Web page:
You will need to have:
- strong interpersonal skills to help you relate to students, academic staff, teachers, senior managers and colleagues in other areas of education administration;
- excellent written communication skills;
- team working skills and the ability to work alone without supervision;
- the ability to deal positively with change;
- experience in organising, prioritising and managing your time effectively;
- IT skills in areas such as word processing, spreadsheets, databases and the internet as well as the use of social media;
- a flexible approach to work.
Some formal office experience is required for most jobs and previous experience in public sector administration can increase your chances of getting a job. Temporary work and work shadowing are excellent ways to develop your skills and experience.
Many institutions offer opportunities for casual employment at busy times of the year, which will also give you an insight into the daily activities of administrators. You could also contact your old college or school to find out about possible opportunities.
It's important to show your interest in the education sector through, for example, involvement in university or school life, committee work, work as a sabbatical officer, student recruitment activities, and participation in skills development schemes and mentoring.
The main employers of education administrators are universities and HE and FE colleges. Opportunities also exist within tertiary colleges, private colleges and specialist training colleges and, increasingly, within primary and secondary schools.
Look for job vacancies at:
- Association of University Administrators Jobs
- Jobs.ac.uk (jobs in higher education).
- Local Government Jobs - for local council and school positions.
- Times Educational Supplement Jobs
- Times Higher Education Jobs
Recruitment agencies rarely handle vacancies.
On starting your job, you'll usually get an induction to the institution and training in the specific systems they use, such as student records and finance software packages. If you're working in a specialist area, such as finance, marketing or IT, you may have additional training.
If you're on a university graduate trainee scheme, you will usually get to work across a number of departments, working on a range of challenging and strategic projects.
Graduates on the 15-month Ambitious Futures programme will do three placements and complete a variety of different projects in a fairly short space of time. The aim of this scheme is to help equip you with the skills and experience to take on more senior roles within higher education.
The Association of University Administrators offers a range of seminars, conferences, lectures and workshops, as well as the AUA Postgraduate Certificate in Higher Education Administration, Management and Leadership validated by Nottingham Trent University. As a new starter, this qualification will help you develop an understanding of the UK HE sector, as well as plan and develop your own career. On completion of the PGCert, you can progress to the Postgraduate Diploma and then the MSc in Higher Education Administration, Management and Leadership.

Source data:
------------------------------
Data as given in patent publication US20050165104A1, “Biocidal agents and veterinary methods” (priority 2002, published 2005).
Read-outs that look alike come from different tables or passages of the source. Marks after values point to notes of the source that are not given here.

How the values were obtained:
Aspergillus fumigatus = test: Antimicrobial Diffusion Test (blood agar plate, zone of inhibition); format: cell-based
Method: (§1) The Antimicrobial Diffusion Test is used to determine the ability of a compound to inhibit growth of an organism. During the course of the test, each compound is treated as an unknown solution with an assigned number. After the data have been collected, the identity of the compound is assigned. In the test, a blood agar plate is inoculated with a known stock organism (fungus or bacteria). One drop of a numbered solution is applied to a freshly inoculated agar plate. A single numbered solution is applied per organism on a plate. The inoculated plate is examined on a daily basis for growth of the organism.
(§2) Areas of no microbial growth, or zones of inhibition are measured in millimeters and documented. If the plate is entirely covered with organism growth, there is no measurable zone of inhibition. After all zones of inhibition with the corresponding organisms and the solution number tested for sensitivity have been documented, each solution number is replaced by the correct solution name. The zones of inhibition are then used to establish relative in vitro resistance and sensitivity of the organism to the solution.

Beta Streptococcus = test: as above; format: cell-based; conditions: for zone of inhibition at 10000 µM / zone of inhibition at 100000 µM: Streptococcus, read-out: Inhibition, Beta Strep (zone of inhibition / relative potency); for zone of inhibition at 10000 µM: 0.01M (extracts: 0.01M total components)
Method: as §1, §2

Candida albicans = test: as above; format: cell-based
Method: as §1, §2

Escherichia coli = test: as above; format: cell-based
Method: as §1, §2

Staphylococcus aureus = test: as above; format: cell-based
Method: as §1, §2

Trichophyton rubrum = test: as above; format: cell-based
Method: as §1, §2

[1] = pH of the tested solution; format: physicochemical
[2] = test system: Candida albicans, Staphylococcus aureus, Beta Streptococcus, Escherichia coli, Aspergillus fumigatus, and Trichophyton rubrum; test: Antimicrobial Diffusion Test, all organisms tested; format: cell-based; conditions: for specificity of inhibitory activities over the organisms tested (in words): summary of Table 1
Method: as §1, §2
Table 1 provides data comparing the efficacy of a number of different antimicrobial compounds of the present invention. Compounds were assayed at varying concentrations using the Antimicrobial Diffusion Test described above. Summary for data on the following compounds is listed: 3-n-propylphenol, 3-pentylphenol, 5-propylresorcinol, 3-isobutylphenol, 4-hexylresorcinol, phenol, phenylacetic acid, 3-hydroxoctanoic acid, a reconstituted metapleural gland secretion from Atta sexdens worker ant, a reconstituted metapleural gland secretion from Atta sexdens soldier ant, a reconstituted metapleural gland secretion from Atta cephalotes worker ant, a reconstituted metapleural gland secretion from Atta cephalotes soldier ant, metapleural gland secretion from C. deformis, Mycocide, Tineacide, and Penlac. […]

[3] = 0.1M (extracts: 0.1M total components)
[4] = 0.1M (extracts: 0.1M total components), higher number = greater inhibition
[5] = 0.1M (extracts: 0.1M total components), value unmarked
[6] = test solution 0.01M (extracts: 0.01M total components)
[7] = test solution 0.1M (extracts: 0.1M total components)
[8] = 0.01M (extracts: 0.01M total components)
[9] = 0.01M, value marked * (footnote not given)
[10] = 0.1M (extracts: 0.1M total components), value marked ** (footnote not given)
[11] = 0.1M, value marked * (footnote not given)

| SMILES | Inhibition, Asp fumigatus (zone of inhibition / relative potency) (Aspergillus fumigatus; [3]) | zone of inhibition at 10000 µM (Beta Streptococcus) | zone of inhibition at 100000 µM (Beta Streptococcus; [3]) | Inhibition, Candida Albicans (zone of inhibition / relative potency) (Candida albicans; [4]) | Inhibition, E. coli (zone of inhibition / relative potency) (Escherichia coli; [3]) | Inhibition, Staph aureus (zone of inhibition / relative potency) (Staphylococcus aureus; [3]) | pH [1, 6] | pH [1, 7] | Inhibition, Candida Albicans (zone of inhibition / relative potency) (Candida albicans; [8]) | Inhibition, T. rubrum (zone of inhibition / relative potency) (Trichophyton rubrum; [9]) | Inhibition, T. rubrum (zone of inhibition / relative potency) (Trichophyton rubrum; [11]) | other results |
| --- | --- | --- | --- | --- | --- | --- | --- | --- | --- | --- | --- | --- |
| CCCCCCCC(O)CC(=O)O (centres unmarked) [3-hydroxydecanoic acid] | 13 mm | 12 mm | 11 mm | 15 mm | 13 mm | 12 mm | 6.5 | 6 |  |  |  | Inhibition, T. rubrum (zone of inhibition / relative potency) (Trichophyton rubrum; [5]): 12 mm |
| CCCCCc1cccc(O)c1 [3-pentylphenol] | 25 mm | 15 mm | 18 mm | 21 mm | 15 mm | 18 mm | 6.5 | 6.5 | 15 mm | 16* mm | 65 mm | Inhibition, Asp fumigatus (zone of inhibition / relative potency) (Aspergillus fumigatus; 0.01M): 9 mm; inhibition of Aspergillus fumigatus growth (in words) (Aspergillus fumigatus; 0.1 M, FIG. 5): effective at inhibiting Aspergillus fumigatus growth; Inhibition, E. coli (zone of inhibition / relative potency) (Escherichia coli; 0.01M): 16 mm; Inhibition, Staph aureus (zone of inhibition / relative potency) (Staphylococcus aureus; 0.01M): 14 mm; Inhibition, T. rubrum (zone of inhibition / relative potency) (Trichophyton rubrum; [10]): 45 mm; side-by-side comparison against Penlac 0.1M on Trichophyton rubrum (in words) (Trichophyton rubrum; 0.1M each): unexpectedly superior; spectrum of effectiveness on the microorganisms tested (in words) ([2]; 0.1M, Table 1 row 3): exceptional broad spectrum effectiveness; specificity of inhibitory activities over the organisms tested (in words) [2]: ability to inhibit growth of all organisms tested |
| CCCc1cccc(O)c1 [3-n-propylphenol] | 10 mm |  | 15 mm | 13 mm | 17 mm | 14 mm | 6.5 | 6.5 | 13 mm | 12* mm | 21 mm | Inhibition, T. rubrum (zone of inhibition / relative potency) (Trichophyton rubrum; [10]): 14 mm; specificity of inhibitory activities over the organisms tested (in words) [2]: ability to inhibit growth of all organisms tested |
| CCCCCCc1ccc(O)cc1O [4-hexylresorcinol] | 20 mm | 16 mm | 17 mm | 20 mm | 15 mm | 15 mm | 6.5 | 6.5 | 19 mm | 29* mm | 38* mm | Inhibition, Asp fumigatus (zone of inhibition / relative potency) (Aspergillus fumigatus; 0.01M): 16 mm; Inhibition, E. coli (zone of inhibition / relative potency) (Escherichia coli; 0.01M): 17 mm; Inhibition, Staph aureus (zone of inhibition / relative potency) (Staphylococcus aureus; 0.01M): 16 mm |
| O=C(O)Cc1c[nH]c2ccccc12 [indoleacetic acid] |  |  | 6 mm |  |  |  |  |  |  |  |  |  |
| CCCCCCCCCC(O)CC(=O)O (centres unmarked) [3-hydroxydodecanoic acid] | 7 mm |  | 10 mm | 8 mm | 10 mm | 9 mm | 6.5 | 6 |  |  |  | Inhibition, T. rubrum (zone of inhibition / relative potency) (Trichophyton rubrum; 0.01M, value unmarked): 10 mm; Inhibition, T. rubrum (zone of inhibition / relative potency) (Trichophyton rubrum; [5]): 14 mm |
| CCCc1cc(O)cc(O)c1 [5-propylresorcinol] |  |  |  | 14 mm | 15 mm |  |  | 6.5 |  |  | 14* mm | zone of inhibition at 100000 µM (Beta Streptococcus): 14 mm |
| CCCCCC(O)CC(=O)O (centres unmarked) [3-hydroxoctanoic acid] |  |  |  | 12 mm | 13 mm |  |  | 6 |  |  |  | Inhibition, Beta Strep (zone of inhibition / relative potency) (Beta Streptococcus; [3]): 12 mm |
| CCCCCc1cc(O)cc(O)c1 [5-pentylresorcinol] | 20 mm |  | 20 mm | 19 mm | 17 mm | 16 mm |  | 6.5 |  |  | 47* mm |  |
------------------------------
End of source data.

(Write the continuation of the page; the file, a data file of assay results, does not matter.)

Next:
You're encouraged to undertake continuing professional development (CPD) through in-house, regional and national courses and conferences. Many education institutions have a performance and development review system that you can use to identify your training needs.
Training opportunities for administrators working in schools, looking to move into a leadership role, include the Level 4 Diploma in School Business Management offered by the National Association of School Business Management. Levels 5 and 6 are aimed at those interested in developing their skills at senior management level.
Professional qualifications can be useful for gaining promotion and you may be able to negotiate time off to study, especially if the qualification can be done at your own institution.
There are various opportunities available to move into other related roles or to gain promotion to more senior levels. You may occasionally be able to apply for internal vacancies or move to a different department on secondment.
Because of the range of jobs within education administration, promotion and career development is rarely linear. As you gain experience, you're likely to develop your own personal interests and look for opportunities in that area. This may lead you into specialist areas such as human resources or finance, which may require further qualifications.
You may need to change institution and, in some cases, relocate in order to progress, especially if you're interested in reaching the most senior positions. Competition for senior posts can be fierce.
As there is no formal post-entry qualification or promotion structure in the educational sectors, grades, job titles and salaries may vary across institutions. However, there is generally support and guidance available for staff looking to move to the next level. Getting a formal professional qualification may improve your promotion prospects. Buoyant student or pupil numbers are crucial to every institution's financial health and if funding is under threat, it can affect opportunities for career progression.